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Lift Formula

You have to know the lift formula as a PPL


by heart, so take the time to learn it. Here
it is:

L = Lift
CL = Co-efficient of Lift

1
/2 p = half rho (rho relates to air density)

..2
v = velocity squared (velocity is a vector
quantity made up of speed and direction)

s = surface area of the wing

Just in case you can't quite remember


what each part of the formula represents,
the next picture should give you a little
reminder:

CL - the Co-efficient of Lift


This is a number between 0 and 2 worked
out by the clever folk who are involved in
aircraft design and engineering. Us pilots
don't have to worry too much about this
number, just that it is a part of the all
important Lift Formula, and that it is
affected by the Angle of Attack of the
wing, and the Shape of the wing.

Can you, as the pilot have an effect on


the Angle of Attack of the wing? Can you
change it in any way?

Can you as the pilot of a light training


aircraft change the shape of the wing in
any way? Turn it into a Delta Wing? Can
you increase it's Camber?

1
/2 p - Rho

Rho relates to the density of the air at the


level and in the conditions in which you
are currently flying.

Can you, as the pilot change the density


of the air that you are busy flying in?

..2
v - Velocity squared

Velocity relates to the speed at which you


are flying. Notice its effect is squared, so
it has a very significant impact on the
creation of lift.

Can you as the pilot change the speed of


the aircraft in any way?

s - the Surface Area of a Wing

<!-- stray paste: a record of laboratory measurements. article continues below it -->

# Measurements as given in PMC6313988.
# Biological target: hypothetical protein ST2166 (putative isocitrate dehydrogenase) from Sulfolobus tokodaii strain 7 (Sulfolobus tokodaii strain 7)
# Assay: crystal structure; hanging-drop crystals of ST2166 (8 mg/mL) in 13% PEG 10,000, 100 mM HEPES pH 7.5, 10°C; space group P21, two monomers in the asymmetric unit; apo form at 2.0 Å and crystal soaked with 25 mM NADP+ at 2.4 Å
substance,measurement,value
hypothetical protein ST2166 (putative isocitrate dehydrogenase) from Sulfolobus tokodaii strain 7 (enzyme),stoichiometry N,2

This is the square foot / meter of the


wing.

Can you, as the pilot, change the surface


area of your light training aircraft?

In your training aircraft, the only elements


in the Lift Formula that you have any
direct control over are the :

Angle of Attack - when you pitch the


aircraft. This controls your attitude and
speed - it is your attitude, (and power),
and not your aptitude that determines
your altitude;

Wing Shape on the inboard section -


when you extend your flaps, you increase
the Camber / Curvature of the inboard
wing section;

Speed - which is determined by a


combination of Power (throttle input), and
Attitude. Note it is squared, and has a
very significant effect on lift.

All put together

Bring everything together, and you will


find that everything affects everything.

If you increase the Angle of Attack,(AoA),


you increase the Lift, and you will climb.
Increase the AoA too much, and your CL
begins to decrease as Drag increases.

Flaps down, increased Camber, increased


Lift, and visa versa.

Increase your Speed, keeping your AoA


constant, and you will also increase Lift.
Decrease Speed, AoA constant, decrease
Lift.

We will talk more about this in Exercise 6


- Straight and Level Flight

For more detailed info on the elements


that make up lift, visit Exercise 4 - The
Effects of Controls

Fly from the Lift Formula back to the


Flight Lessons Briefings.

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